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Islam In The Sudan

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Chapter Summary

The niche that Islam carved for itself in the Nilotic Sudan involved a gradual process that began with the Arab conquest of Egypt in 641. When Alexandria fell in the latter half of 641, the Muslim general ʿAmr b. al-ʿĀs began sending military expeditions into Nubia. At this time, Nubia consisted of two Christian kingdoms: Nubia and ʿAlwa. Shuqayr maintains that the demise of Nubia corresponds to the ascendancy of a dynastic state in the region known as the Sultanate of the Funj. This state was founded in the early sixteenth century by a king known as ʿAmāra Dūnqas, and continued to exist until the Turco-Egyptian invasion of 1820. The rulers of the Darfur Sultanate, like the Funj elite, claimed to be descendants of Arab nobility. From 1874 until the beginning of the Mahdist revolt in 1882, Darfur was, at least in theory, a part of the Turco-Egyptian Sudan.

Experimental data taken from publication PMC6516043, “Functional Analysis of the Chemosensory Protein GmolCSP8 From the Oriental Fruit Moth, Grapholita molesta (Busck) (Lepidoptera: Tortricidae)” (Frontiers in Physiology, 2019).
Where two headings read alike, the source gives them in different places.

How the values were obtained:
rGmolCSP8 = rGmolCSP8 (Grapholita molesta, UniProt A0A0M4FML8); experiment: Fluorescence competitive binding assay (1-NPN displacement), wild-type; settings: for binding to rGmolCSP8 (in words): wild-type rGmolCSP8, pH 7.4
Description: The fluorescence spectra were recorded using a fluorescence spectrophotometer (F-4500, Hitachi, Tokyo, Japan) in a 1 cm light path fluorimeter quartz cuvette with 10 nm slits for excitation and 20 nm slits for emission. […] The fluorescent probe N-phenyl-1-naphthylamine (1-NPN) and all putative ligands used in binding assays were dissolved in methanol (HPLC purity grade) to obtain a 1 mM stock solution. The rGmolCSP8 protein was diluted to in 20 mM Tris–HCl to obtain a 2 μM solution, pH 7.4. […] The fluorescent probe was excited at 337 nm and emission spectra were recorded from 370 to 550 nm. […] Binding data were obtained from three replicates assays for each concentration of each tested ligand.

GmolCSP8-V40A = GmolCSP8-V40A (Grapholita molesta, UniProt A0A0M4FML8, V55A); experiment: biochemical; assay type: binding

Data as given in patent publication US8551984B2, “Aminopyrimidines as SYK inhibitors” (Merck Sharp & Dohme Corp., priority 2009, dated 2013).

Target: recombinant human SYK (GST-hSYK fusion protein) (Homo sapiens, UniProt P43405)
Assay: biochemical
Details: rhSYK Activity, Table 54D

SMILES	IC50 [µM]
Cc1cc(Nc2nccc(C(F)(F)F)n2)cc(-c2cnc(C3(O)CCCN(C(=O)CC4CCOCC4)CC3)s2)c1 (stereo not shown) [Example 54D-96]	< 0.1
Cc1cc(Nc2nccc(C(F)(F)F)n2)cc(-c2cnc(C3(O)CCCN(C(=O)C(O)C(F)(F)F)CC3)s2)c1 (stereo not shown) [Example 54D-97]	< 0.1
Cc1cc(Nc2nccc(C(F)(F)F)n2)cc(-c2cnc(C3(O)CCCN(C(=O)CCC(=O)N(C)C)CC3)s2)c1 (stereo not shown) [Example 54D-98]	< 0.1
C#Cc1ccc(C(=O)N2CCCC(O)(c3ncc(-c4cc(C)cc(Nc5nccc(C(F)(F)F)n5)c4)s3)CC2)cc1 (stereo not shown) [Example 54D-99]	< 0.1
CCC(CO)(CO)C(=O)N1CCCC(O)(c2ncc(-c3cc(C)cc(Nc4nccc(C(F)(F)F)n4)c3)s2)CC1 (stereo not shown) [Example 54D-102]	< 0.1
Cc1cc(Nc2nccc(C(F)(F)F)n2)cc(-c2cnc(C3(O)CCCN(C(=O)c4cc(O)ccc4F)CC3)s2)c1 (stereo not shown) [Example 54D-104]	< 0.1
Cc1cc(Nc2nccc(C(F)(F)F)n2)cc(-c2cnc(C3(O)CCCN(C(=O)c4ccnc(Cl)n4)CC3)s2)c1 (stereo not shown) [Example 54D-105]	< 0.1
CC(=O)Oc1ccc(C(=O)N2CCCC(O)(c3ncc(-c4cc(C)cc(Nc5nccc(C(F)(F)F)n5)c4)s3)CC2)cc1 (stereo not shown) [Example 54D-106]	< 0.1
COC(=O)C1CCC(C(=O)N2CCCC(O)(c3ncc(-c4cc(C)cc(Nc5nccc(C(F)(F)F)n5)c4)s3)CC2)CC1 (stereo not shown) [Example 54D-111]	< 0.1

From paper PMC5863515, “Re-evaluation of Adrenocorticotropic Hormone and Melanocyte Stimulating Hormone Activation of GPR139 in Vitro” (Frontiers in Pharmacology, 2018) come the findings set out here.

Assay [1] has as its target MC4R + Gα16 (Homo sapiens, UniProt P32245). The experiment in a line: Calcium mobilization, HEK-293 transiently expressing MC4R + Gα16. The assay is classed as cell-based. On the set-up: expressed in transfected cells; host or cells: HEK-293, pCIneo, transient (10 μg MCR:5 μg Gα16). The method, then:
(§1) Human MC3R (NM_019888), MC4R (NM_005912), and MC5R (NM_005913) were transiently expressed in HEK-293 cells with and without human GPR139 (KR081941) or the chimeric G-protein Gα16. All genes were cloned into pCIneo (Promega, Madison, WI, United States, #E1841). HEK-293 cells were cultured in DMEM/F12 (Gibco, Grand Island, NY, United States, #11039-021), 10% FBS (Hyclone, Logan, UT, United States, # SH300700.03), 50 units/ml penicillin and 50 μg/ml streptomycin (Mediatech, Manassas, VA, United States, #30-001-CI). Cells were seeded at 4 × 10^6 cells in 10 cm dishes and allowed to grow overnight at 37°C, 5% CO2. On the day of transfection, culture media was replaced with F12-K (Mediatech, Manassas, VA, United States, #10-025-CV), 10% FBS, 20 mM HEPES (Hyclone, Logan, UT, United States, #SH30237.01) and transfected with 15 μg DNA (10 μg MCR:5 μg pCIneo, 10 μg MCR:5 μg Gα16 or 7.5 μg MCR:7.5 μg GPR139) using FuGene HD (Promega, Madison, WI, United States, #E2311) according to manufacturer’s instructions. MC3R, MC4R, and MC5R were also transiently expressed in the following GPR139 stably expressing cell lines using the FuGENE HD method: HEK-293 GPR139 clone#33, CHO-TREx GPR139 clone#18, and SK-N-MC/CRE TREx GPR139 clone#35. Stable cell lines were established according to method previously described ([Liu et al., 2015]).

Keywords: Darfur Sultanate; Funj Sultanate; Islam; Mahdist revolt; Nilotic Sudan; Nubia; Turco-Egyptian Sudan



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